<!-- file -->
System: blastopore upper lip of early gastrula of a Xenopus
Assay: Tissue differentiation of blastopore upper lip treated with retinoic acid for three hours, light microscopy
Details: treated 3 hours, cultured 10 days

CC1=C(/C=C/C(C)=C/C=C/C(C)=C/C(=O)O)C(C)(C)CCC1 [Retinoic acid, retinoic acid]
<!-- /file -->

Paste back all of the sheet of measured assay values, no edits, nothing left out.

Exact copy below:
System: blastopore upper lip of early gastrula of a Xenopus
Assay: Tissue differentiation of blastopore upper lip treated with retinoic acid for three hours, light microscopy
Details: treated 3 hours, cultured 10 days

CC1=C(/C=C/C(C)=C/C=C/C(C)=C/C(=O)O)C(C)(C)CCC1 [Retinoic acid, retinoic acid]